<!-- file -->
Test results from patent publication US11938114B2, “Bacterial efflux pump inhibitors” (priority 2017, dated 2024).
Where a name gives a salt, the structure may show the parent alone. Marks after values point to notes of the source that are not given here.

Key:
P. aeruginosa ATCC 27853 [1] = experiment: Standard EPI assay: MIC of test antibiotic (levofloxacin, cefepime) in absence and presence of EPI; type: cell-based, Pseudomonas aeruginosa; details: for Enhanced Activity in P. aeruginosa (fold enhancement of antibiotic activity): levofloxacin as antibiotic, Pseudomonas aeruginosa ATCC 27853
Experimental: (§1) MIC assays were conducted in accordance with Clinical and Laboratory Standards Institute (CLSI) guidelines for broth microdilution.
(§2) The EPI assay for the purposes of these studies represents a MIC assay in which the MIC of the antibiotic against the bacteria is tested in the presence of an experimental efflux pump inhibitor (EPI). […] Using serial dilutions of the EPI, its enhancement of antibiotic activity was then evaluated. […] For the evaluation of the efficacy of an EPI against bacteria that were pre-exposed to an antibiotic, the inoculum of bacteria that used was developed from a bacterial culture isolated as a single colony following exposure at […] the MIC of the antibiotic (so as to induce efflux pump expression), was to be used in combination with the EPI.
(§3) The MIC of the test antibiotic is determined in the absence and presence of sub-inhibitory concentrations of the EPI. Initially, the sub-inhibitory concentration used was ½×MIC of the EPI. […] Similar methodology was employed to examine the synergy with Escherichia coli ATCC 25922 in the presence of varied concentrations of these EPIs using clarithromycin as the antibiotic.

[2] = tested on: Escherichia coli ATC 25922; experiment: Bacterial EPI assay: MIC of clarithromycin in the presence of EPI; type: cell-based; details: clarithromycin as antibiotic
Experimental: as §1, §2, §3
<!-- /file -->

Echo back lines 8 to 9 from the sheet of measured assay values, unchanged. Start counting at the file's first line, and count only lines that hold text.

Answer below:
[2] = tested on: Escherichia coli ATC 25922; experiment: Bacterial EPI assay: MIC of clarithromycin in the presence of EPI; type: cell-based; details: clarithromycin as antibiotic
Experimental: as §1, §2, §3